The immune system is a fascinating complex system taking decisions on how to respond to a wide variety of stimuli, varying from lethal pathogens to harmless proteins in the food. Decisions are remembered for life in the form of immunological memory. Most of the research in immunology is of a qualitative nature, describing novel cell types, molecules, and genes. The proper understanding of such a complex systems also requires a more quantitative approach describing the various population sizes, the turnover rates of the cells within each population, their migration rates, and the rates at which cells form contacts with other cells.
A major part of our work is to develop a more quantitative immunology by describing the population dynamics of its major populations using a variety of labeling techniques and mathematical modeling to analyze the data. Using deuterium labeling we estimate the expected life span of naïve and memory T cells in volunteers and HIV infected patients, finding that long-lived immunological memory is maintained by short-lived cells, and that HIV infecting increases cellular turnover rates. We aim to quantify the daily number of target cells that one cytotoxic T cell can kill per day.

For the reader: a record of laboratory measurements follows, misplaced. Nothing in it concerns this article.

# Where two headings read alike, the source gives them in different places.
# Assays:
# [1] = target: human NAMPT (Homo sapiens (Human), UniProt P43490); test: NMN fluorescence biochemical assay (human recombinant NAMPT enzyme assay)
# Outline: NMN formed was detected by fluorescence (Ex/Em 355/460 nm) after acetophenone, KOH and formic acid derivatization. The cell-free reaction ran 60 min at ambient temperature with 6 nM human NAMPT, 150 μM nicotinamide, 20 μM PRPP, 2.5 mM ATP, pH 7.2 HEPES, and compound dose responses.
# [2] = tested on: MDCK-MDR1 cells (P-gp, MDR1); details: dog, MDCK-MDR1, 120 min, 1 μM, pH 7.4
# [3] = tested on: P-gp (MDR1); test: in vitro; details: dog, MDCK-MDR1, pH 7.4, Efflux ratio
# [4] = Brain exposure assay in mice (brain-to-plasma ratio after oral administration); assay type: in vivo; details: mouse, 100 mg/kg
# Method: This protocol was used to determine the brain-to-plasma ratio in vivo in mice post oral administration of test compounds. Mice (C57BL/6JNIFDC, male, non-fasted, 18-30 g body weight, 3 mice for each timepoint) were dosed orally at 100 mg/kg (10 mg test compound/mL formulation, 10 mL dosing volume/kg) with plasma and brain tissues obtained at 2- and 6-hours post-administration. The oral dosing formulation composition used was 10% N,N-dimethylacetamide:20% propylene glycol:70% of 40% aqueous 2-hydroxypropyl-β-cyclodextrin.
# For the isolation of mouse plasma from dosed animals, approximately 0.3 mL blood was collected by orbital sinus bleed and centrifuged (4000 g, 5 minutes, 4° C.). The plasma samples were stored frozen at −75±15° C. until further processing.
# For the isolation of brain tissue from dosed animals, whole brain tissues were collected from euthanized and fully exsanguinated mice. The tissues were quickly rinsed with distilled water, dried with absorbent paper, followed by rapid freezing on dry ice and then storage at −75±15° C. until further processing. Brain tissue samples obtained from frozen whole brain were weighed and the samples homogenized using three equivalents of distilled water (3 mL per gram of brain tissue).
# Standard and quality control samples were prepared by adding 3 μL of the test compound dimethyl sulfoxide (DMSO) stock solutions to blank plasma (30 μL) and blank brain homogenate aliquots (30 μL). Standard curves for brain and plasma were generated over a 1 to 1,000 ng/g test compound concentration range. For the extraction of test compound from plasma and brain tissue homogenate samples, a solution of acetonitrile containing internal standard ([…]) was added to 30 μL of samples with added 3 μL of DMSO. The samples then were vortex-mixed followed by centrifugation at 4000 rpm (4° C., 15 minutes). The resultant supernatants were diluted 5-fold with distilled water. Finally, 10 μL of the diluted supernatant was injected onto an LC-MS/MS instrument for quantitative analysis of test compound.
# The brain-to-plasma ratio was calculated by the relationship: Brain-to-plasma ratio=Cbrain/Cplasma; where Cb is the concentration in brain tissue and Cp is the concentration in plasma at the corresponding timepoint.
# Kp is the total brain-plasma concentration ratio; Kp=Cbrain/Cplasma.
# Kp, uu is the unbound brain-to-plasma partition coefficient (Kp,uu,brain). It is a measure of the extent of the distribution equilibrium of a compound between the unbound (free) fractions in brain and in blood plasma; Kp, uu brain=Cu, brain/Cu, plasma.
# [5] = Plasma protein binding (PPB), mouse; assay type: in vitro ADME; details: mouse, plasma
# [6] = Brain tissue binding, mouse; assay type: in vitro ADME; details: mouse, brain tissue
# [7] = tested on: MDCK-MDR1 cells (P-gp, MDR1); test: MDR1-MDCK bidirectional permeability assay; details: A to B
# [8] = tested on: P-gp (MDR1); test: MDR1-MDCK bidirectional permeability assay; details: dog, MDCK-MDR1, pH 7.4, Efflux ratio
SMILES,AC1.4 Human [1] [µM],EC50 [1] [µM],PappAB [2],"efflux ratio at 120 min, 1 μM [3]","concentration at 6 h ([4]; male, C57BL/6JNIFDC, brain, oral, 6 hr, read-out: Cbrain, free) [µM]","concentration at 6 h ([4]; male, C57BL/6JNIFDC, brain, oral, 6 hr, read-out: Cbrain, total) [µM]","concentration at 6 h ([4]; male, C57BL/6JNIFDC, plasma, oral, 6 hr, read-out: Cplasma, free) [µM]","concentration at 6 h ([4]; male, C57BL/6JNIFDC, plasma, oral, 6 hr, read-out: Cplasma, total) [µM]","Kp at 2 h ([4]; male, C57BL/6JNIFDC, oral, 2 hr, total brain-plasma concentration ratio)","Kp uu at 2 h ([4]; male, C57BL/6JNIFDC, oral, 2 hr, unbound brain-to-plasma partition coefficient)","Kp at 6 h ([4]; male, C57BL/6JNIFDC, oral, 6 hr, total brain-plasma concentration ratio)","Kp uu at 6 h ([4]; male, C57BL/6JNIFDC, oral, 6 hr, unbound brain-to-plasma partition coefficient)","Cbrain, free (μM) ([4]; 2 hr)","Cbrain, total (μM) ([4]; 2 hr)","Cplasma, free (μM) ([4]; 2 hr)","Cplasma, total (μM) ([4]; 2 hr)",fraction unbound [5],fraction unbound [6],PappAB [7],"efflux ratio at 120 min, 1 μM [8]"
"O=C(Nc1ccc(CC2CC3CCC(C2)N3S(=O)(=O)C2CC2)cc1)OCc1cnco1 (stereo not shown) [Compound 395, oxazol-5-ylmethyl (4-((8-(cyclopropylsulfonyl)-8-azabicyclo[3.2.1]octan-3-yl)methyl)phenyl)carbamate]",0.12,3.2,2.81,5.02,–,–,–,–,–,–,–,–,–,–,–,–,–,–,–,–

Using a variety of modeling techniques we analyze 2-photon microscopy data to quantify the migration of T cells in lymphoid tissue and within the skin of mice. We estimate the true long contact times required to stimulated naïve T cells from short videos, and find evidence for directed migration of cytotoxic T cells in peripheral tissues.
Pathogens are also fascinating complex systems that by their faster evolution manage to exploit properties of the immune system to elicit inappropriate immune reactions. We study host-pathogen evolution by in silico evolution models. We study the evolution of polymorphism in the antigen presentation pathway and of the KIR molecules on natural killer cells. Recently we started to study the evolution and epidemiology of pathogens that are adapting each unique immune system of their massively heterogeneous hosts.
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